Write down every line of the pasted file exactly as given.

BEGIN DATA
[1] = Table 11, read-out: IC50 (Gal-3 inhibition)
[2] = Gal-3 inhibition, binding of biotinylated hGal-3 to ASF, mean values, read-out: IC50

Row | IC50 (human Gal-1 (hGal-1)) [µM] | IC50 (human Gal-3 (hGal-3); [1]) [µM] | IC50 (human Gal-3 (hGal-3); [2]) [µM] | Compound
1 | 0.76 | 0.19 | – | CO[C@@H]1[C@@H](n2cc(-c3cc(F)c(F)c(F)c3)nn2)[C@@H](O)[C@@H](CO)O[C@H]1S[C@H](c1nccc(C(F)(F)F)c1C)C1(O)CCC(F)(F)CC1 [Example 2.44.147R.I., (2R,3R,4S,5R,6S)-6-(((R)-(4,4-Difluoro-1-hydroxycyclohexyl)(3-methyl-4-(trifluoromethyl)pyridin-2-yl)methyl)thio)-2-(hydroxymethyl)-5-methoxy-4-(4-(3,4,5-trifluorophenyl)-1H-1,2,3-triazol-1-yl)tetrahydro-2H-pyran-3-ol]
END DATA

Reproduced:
[1] = Table 11, read-out: IC50 (Gal-3 inhibition)
[2] = Gal-3 inhibition, binding of biotinylated hGal-3 to ASF, mean values, read-out: IC50

Row | IC50 (human Gal-1 (hGal-1)) [µM] | IC50 (human Gal-3 (hGal-3); [1]) [µM] | IC50 (human Gal-3 (hGal-3); [2]) [µM] | Compound
1 | 0.76 | 0.19 | – | CO[C@@H]1[C@@H](n2cc(-c3cc(F)c(F)c(F)c3)nn2)[C@@H](O)[C@@H](CO)O[C@H]1S[C@H](c1nccc(C(F)(F)F)c1C)C1(O)CCC(F)(F)CC1 [Example 2.44.147R.I., (2R,3R,4S,5R,6S)-6-(((R)-(4,4-Difluoro-1-hydroxycyclohexyl)(3-methyl-4-(trifluoromethyl)pyridin-2-yl)methyl)thio)-2-(hydroxymethyl)-5-methoxy-4-(4-(3,4,5-trifluorophenyl)-1H-1,2,3-triazol-1-yl)tetrahydro-2H-pyran-3-ol]